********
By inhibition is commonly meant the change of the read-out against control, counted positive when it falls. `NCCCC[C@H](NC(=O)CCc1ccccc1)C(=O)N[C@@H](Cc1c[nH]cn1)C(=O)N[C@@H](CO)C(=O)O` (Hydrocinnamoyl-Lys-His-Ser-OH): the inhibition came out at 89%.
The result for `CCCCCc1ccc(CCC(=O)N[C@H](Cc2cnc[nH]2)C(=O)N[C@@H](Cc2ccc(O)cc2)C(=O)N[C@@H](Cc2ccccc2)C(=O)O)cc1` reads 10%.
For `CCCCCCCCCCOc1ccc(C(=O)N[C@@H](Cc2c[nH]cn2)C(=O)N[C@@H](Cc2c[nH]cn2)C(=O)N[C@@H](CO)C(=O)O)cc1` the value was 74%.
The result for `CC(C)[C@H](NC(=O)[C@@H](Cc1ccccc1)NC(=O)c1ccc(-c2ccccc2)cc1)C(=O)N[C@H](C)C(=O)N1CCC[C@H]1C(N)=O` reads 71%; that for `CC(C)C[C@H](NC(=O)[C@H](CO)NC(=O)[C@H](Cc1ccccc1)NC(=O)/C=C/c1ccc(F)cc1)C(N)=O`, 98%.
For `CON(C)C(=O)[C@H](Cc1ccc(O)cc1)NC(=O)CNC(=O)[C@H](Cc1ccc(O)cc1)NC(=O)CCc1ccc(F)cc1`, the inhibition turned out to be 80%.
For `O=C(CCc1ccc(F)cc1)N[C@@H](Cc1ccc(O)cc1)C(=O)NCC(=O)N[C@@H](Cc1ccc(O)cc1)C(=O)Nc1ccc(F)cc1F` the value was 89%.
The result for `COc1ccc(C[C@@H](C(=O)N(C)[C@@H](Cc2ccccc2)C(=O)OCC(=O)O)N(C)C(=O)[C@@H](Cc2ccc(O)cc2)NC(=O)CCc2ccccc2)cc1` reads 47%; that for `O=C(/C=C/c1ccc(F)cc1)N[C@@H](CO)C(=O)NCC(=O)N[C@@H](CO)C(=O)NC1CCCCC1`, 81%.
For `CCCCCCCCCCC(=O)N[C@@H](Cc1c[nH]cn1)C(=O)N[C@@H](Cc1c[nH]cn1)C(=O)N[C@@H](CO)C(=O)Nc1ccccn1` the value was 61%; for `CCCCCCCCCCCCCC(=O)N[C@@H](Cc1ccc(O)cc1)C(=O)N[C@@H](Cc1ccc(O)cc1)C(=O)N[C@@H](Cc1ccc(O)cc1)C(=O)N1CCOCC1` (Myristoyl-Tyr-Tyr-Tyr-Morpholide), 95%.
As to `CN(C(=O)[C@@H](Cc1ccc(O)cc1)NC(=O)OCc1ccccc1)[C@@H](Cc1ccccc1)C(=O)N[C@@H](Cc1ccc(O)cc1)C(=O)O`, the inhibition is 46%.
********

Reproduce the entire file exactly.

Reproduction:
By inhibition is commonly meant the change of the read-out against control, counted positive when it falls. `NCCCC[C@H](NC(=O)CCc1ccccc1)C(=O)N[C@@H](Cc1c[nH]cn1)C(=O)N[C@@H](CO)C(=O)O` (Hydrocinnamoyl-Lys-His-Ser-OH): the inhibition came out at 89%.
The result for `CCCCCc1ccc(CCC(=O)N[C@H](Cc2cnc[nH]2)C(=O)N[C@@H](Cc2ccc(O)cc2)C(=O)N[C@@H](Cc2ccccc2)C(=O)O)cc1` reads 10%.
For `CCCCCCCCCCOc1ccc(C(=O)N[C@@H](Cc2c[nH]cn2)C(=O)N[C@@H](Cc2c[nH]cn2)C(=O)N[C@@H](CO)C(=O)O)cc1` the value was 74%.
The result for `CC(C)[C@H](NC(=O)[C@@H](Cc1ccccc1)NC(=O)c1ccc(-c2ccccc2)cc1)C(=O)N[C@H](C)C(=O)N1CCC[C@H]1C(N)=O` reads 71%; that for `CC(C)C[C@H](NC(=O)[C@H](CO)NC(=O)[C@H](Cc1ccccc1)NC(=O)/C=C/c1ccc(F)cc1)C(N)=O`, 98%.
For `CON(C)C(=O)[C@H](Cc1ccc(O)cc1)NC(=O)CNC(=O)[C@H](Cc1ccc(O)cc1)NC(=O)CCc1ccc(F)cc1`, the inhibition turned out to be 80%.
For `O=C(CCc1ccc(F)cc1)N[C@@H](Cc1ccc(O)cc1)C(=O)NCC(=O)N[C@@H](Cc1ccc(O)cc1)C(=O)Nc1ccc(F)cc1F` the value was 89%.
The result for `COc1ccc(C[C@@H](C(=O)N(C)[C@@H](Cc2ccccc2)C(=O)OCC(=O)O)N(C)C(=O)[C@@H](Cc2ccc(O)cc2)NC(=O)CCc2ccccc2)cc1` reads 47%; that for `O=C(/C=C/c1ccc(F)cc1)N[C@@H](CO)C(=O)NCC(=O)N[C@@H](CO)C(=O)NC1CCCCC1`, 81%.
For `CCCCCCCCCCC(=O)N[C@@H](Cc1c[nH]cn1)C(=O)N[C@@H](Cc1c[nH]cn1)C(=O)N[C@@H](CO)C(=O)Nc1ccccn1` the value was 61%; for `CCCCCCCCCCCCCC(=O)N[C@@H](Cc1ccc(O)cc1)C(=O)N[C@@H](Cc1ccc(O)cc1)C(=O)N[C@@H](Cc1ccc(O)cc1)C(=O)N1CCOCC1` (Myristoyl-Tyr-Tyr-Tyr-Morpholide), 95%.
As to `CN(C(=O)[C@@H](Cc1ccc(O)cc1)NC(=O)OCc1ccccc1)[C@@H](Cc1ccccc1)C(=O)N[C@@H](Cc1ccc(O)cc1)C(=O)O`, the inhibition is 46%.